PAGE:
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Backend As A Service

Last summer I worked on an Android prototype as part of a proposal to a major healthcare organization.  In addition to myself, there was a corresponding group that building the same application within iOS.  The objective was to demonstrate our capabilities in building native mobile applications on the two leading mobile platforms.  The core functionality we were prototyping was prescription renewal, a common function that fits well on a mobile application. In one of our first phone conferences (the team was spread over the country), the subject of where the prototype data such as past prescriptions, drug information, etc. would be coming from.  Fortunately, we had our SOA group on the call and one person stood up some web services with canned data on a DataPower appliance.
But what if you don’t have a SOA resource sitting around willing to build out your backend services for you?
As a mobile developer, you may not have the time or the skillset to build out the necessary backend services needed by your mobile app. Into the breach steps the latest ‘as a Service’ offering by various startup vendors, Backend as a Service or BaaS. This capability is relatively unknown compared to other ‘*aaS’ categories but is gaining visibility as an alternative to developers having to build out their own back-end service set.  With tight deadlines, the idea of a ready-made, customizable back-end sitting on a cloud somewhere is extremely attractive. For example, one BaaS vendor CloudMine  allows you to store two types of data, binary (with associated MIME type) and JSON which would have been ideal when we were building out our prototypes.  On a personal level, I support a mobile app that Boy Scout troops use for event scheduling.  Quite often, these troops don’t have a way to maintain ever-changing event data used by the mobile app.  To that end, I am using the REST APIs of DropBox to allow troops to maintain their event data in a JSON file hosted by a DropBox account. While BaaS will probably not replace corporate back-end services that sites on a physical, on-premises server, BaaS is one more tool in a mobile application developer’s toolbox, especially when tasked with quickly building a mobile prototype.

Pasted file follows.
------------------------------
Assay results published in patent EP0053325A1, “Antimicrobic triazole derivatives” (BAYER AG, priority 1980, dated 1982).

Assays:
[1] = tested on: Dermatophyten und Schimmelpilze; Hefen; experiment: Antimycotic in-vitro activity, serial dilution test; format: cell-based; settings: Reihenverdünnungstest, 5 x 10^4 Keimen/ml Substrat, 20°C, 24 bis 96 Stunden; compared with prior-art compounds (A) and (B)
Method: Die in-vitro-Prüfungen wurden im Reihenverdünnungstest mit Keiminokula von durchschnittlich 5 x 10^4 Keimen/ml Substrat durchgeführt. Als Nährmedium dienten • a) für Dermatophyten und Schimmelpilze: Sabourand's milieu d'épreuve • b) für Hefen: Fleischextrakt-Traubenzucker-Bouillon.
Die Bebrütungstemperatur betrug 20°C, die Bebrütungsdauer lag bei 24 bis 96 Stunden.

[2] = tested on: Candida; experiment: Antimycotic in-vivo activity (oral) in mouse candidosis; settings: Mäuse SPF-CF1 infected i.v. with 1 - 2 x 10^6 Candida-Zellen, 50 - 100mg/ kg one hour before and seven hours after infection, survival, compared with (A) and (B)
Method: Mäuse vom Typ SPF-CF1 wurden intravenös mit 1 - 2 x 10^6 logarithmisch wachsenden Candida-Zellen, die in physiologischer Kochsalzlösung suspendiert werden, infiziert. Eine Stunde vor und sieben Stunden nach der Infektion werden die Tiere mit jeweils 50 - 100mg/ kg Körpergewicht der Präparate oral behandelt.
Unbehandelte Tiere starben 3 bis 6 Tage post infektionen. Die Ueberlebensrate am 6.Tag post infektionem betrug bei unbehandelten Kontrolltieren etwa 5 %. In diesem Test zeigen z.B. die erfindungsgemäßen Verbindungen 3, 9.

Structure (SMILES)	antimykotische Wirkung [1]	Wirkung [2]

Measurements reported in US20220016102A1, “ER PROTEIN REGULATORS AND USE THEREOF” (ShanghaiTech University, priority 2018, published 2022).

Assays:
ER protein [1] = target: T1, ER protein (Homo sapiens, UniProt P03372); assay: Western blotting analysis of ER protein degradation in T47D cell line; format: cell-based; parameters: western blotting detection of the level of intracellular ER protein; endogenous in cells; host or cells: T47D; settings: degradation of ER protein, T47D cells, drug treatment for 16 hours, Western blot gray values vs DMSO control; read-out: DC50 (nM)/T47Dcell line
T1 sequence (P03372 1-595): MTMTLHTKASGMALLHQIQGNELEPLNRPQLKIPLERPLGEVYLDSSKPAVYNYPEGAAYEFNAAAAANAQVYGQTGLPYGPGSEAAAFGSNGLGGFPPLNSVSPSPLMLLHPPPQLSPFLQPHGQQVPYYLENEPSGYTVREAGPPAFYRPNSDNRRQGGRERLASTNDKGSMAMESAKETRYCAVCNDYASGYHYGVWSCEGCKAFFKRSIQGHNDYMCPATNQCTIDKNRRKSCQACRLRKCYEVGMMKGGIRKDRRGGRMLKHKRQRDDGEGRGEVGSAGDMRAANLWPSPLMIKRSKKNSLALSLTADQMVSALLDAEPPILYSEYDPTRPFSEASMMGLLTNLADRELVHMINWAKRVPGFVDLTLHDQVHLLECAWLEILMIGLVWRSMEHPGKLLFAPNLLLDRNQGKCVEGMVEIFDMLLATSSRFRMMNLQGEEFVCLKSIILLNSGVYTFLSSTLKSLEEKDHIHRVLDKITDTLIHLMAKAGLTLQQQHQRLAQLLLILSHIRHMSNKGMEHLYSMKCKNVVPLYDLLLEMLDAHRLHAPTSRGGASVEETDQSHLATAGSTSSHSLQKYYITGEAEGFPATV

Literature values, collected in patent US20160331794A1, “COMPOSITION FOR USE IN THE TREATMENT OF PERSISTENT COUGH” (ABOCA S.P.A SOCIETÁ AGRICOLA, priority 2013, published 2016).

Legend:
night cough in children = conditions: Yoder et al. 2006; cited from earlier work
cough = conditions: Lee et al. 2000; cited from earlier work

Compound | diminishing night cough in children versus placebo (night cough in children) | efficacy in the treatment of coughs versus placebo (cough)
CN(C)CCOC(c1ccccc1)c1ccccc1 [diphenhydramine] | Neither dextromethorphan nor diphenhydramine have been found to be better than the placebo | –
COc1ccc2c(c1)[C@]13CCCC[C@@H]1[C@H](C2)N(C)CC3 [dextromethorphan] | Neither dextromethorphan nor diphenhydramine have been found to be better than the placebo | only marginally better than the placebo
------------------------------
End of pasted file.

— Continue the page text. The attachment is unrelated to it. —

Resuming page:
Thoughts on “Backend As A Service”

  1. This is a very interesting and exciting area and increasingly there are more players in this space. Kinvey, StackMob and Parse are few other providers. Interestingly, this will give rise to another related area – NOSQL databases. Since JSON is becoming the defacto protocol to transfer data via REST/RESTful web services, datastores that support not only offline datastores but ability to sync these to online JSON based datastore with the BaaS infrastructure will play a prominent role. Of course, like other things in mobile, consumer apps are spearheading this and enterprise will follow.
    But the days of building everything with a RDMBS backend as the only option are increasingly nearing the end. What do you think?
    Of course that will give rise to a new need – ability to translate JSON based and other NOSQL data into RDBMS type structures for data-warehousing and big-data initiatives.

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Perry Hoekstra

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